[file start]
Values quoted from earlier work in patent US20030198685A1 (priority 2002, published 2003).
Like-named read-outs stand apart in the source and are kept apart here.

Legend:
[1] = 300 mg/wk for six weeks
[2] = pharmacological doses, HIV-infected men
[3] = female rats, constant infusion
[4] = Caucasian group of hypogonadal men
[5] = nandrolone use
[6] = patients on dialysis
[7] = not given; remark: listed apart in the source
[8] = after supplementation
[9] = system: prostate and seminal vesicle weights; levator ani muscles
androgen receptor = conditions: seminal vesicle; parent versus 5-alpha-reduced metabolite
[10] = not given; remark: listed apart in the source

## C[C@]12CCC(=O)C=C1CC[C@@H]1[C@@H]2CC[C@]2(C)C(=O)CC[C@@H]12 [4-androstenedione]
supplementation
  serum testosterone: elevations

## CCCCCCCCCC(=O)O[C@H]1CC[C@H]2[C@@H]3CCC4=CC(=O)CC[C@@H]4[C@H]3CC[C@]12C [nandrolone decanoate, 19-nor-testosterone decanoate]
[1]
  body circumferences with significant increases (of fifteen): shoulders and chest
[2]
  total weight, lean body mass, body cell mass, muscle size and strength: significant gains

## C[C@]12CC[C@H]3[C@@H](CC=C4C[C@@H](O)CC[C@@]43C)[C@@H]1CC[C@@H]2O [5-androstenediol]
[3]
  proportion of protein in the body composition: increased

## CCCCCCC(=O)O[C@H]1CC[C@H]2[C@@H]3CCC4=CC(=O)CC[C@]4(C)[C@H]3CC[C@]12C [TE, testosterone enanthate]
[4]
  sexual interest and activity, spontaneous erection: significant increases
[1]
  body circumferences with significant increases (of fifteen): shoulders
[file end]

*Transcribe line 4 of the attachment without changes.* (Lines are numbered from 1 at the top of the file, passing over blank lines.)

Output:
[1] = 300 mg/wk for six weeks